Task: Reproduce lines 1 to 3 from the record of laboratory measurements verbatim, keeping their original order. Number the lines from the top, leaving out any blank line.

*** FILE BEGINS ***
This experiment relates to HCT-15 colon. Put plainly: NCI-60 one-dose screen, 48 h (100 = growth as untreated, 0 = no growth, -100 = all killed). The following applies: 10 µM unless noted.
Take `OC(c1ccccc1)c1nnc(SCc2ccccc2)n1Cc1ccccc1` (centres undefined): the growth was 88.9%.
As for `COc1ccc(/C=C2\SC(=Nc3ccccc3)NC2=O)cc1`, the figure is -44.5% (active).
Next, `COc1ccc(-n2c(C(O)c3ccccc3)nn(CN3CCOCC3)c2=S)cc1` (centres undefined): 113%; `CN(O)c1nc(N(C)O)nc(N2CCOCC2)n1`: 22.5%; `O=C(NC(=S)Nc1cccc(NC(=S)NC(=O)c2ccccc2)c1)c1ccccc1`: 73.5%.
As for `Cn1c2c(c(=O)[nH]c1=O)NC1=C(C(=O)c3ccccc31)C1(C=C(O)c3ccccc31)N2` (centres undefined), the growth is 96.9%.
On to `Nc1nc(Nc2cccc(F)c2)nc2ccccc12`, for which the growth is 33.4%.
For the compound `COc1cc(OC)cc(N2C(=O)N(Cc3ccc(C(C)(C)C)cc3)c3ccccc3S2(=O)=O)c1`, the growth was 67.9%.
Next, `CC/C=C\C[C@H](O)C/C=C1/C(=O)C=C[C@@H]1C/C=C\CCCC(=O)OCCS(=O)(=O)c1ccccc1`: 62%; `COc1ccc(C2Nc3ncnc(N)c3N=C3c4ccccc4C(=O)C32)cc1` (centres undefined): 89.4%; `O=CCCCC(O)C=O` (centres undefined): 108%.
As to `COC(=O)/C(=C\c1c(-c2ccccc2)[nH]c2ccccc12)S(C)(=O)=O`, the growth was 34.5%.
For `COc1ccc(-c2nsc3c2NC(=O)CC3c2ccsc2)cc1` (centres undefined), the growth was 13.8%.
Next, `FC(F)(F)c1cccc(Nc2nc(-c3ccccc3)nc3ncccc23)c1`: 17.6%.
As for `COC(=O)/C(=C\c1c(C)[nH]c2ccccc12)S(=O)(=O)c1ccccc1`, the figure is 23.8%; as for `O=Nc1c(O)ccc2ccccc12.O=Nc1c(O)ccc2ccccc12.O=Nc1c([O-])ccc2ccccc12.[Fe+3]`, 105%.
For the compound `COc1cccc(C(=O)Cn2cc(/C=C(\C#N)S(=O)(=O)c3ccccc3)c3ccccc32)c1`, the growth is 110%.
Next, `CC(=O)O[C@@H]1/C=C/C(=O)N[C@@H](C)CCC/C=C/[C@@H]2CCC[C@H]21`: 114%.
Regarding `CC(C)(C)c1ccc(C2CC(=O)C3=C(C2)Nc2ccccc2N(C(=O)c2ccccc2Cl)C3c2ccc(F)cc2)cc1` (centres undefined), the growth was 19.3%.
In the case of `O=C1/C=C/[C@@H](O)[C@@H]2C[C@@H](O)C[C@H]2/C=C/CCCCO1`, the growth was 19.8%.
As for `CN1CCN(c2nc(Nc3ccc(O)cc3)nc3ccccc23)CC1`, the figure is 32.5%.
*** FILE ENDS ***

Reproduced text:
This experiment relates to HCT-15 colon. Put plainly: NCI-60 one-dose screen, 48 h (100 = growth as untreated, 0 = no growth, -100 = all killed). The following applies: 10 µM unless noted.
Take `OC(c1ccccc1)c1nnc(SCc2ccccc2)n1Cc1ccccc1` (centres undefined): the growth was 88.9%.
As for `COc1ccc(/C=C2\SC(=Nc3ccccc3)NC2=O)cc1`, the figure is -44.5% (active).